At quarterback, Driskel should improve in his second season with Pease. Unfortunately for the Gators, their lack of depth at the position could prevent Pease from making the most of Driskel’s skill set. The 6-foot-4, 237-pound Driskel is best suited to run an offense like Ohio State’s — which is why Urban Meyer recruited Driskel to Florida when Meyer worked in Gainesville. This was clear last season when Driskel carried 11 times for 177 yards and three touchdowns against a Vanderbilt team that wound up winning nine games. Pease has no problem incorporating zone-read plays that allow the quarterback to run under normal circumstances, but the Gators aren’t sure they have a capable backup behind Driskel and probably will have to limit his carries. “I do need to, this year, kind of limit the shots that I’ve taken,” Driskel said. “Coach Muschamp and coach Pease have definitely put that in my head.”
… then goes here:
That essentially removes one effective dimension from Florida’s offense. So even with a better line and a stud tailback, Driskel will have to throw well to keep defenses from loading up to stuff Jones. While some of that responsibility falls on Driskel, he’ll need help from Florida’s receivers — who have provided little in the past three seasons. Andre Debose, who looked like another Percy Harvin in high school, has shown only brief glimpses of that explosiveness in four years in the program. Latroy Pittman, who looked like a breakout star as an early enrollee last spring, caught only two passes for six yards during the season. Quinton Dunbar was the most reliable of Florida’s returning receivers, and he had only 383 receiving yards last season. The next great hope at the position is Demarcus Robinson, a 6-2, 201-pound early enrollee from Fort Valley, Ga., who impressed coaches this spring but was limited in Saturday’s showcase by an ankle injury. The other reason for optimism is Purifoy, who will contribute on offense only as long as it doesn’t hurt his ability to cover opposing receivers.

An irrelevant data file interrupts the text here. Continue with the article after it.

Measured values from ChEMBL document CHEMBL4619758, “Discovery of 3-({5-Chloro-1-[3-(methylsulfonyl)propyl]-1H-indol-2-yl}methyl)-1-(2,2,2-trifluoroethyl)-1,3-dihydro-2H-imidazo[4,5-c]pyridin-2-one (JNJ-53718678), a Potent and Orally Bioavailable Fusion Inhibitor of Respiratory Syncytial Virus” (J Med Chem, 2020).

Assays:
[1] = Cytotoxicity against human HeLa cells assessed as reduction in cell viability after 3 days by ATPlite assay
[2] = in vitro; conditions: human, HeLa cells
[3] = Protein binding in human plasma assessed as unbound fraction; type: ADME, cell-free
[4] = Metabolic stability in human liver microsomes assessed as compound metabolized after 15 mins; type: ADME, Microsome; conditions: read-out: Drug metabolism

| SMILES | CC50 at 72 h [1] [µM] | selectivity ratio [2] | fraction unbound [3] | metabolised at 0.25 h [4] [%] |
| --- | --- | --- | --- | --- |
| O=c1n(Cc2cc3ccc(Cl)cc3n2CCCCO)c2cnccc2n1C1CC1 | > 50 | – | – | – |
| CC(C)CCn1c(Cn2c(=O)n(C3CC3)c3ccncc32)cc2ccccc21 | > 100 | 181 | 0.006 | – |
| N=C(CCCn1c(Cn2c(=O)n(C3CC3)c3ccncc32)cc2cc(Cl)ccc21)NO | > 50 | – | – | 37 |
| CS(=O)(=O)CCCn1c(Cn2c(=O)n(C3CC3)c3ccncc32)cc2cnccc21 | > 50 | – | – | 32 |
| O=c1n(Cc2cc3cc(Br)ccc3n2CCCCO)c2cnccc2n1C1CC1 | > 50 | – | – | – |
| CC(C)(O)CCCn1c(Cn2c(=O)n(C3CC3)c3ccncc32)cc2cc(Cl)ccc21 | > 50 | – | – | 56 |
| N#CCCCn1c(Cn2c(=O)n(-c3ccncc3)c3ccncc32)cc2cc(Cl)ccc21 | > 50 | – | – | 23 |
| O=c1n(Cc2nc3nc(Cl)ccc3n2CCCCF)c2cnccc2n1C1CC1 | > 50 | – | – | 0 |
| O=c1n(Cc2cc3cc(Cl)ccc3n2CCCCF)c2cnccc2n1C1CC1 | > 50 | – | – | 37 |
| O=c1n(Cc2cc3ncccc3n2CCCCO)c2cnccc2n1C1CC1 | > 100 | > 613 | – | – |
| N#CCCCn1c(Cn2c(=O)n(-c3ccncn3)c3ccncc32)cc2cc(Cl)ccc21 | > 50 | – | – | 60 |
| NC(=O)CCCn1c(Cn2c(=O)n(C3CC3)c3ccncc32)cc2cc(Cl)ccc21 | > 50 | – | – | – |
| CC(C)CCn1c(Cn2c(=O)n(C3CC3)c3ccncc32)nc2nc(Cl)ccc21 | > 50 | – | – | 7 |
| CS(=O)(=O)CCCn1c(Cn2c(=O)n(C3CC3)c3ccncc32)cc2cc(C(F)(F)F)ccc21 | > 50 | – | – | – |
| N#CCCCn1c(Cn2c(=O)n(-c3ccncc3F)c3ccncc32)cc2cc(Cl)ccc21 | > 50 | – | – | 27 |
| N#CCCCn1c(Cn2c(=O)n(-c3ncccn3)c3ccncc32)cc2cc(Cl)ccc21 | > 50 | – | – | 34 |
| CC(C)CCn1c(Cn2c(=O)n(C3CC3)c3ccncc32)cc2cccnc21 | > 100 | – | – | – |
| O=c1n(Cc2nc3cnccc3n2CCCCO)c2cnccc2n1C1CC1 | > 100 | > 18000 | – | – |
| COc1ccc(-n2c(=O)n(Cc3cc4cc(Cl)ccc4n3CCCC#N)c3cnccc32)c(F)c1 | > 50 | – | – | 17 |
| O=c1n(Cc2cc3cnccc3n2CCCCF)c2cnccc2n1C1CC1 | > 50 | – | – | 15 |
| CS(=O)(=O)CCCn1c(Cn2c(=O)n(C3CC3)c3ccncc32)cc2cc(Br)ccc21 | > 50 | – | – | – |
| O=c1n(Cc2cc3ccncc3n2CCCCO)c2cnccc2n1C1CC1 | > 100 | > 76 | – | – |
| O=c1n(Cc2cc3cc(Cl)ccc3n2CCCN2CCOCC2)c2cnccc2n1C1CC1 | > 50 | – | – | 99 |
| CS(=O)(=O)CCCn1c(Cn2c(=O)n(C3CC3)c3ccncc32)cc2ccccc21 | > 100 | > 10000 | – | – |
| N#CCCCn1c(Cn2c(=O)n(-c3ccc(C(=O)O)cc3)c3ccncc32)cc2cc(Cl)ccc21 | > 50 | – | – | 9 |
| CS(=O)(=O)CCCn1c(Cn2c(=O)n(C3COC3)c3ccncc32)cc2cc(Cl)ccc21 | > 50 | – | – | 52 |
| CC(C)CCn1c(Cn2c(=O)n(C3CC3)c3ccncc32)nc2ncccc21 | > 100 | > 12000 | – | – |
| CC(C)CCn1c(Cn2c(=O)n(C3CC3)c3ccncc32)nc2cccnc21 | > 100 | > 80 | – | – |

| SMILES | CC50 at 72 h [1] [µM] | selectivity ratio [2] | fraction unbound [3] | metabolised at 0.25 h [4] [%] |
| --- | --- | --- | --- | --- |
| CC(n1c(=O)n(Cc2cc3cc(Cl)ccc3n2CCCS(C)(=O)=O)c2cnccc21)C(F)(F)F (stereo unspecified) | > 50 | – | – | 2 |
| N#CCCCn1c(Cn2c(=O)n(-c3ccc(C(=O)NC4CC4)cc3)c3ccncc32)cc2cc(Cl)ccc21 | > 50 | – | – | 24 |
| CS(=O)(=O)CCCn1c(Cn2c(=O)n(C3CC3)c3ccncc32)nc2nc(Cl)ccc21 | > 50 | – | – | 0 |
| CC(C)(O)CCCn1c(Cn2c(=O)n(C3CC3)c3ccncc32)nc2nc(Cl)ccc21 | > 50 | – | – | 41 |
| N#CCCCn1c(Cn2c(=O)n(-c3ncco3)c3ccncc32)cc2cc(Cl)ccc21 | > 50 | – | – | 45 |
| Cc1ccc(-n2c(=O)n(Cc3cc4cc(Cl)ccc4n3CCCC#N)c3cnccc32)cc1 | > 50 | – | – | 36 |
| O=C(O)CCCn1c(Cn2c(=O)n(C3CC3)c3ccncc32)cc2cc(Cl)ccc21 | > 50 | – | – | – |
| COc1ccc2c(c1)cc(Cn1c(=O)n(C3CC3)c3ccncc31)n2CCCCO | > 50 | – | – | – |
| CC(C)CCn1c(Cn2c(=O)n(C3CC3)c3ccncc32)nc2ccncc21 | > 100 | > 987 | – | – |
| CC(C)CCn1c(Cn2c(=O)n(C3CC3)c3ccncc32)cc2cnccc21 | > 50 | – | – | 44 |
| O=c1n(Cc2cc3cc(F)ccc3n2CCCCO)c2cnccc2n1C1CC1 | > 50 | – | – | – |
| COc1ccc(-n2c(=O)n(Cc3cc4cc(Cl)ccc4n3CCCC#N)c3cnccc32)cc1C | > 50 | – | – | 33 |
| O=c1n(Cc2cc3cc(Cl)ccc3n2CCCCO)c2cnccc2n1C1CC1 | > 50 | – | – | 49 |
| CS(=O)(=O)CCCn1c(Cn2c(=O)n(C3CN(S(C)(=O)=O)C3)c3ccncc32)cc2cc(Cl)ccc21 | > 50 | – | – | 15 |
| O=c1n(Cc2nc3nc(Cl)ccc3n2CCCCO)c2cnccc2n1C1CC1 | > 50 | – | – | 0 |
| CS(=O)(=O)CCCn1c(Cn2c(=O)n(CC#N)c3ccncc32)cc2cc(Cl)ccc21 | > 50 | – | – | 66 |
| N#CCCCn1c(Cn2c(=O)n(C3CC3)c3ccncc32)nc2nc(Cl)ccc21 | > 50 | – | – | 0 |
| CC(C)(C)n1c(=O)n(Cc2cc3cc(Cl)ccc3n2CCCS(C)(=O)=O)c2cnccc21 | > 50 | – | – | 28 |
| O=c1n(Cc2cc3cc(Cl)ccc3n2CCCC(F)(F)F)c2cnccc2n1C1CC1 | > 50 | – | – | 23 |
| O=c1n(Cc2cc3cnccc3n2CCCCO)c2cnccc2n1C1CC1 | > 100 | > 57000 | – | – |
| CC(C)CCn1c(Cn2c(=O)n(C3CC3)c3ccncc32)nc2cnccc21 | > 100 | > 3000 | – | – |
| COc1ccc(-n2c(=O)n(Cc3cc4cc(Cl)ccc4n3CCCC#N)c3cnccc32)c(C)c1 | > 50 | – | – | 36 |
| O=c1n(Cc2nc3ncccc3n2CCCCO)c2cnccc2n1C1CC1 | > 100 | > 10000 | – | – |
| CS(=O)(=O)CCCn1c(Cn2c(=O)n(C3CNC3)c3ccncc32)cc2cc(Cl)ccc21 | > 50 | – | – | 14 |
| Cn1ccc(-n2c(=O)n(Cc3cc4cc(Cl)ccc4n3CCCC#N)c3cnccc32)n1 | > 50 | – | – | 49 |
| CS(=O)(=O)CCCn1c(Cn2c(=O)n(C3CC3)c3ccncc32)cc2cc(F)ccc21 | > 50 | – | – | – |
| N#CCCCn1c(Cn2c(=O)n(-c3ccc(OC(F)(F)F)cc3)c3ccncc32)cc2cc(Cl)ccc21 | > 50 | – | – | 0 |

… and then wraps up with a bunch of ifs.
If Robinson lives up to the hype and then gets some help from Purifoy or Pittman or Swiss Army back Trey Burton, the Gators might have an offense worthy of playing alongside their defense. If that happens, Florida’s ceiling is as high as any team in the nation.
Give me enough ifs, and I’ll have Vanderbilt whipping Alabama’s ass in the SECCG. Like I said, I don’t get it, but there it is. Florida is the new Arkansas.
The NCAA is still trying to reach a consensus on player stipends. It’s not going well. Besides the obvious fault line – there being a lot of schools that either don’t have the money or don’t want to spend the money in that fashion – there’s also a leetle problem with leadership, as nicely understated by Brad Wolverton:
In some ways, the issue has become a referendum on Mr. Emmert, whose attempts to get things done quickly have alienated certain factions.
One thing not mentioned in the article that I wonder about is whether some of these schools have begun factoring O’Bannon into the equation. If that case, either through a settlement or a loss in the courts, results in player compensation from the schools, why toss another $2000 a year their way?
I thought only mere mortals suffered neck injuries. Apparently I’m wrong about that.
South Carolina’s spring game will take place this Saturday. Whether or not star defensive end Jadeveon Clowney is participating remains to be seen, however.
In its Tuesday practice notes, South Carolina noted that Clowney has a neck sprain and his availability through the rest of the week is TBD. And by TBD, we mean he’s probably done for what’s left of spring drills.
It doesn’t sound serious, more like one of those abundance of caution type situations. And I really like Lorenzo Ward’s “do I look like I give a shit” bravado:
Jadeveon Clowney did not practice again on Tuesday and it’s uncertain whether he will practice again this spring, due to a neck sprain. “His neck and back is still stiff. Whether he goes another snap (this spring), I don’t care,” said [defensive coordinator Lorenzo] Ward.
Still, I bet somebody’s checking with the team’s doctor on Clowney’s progress. More than once.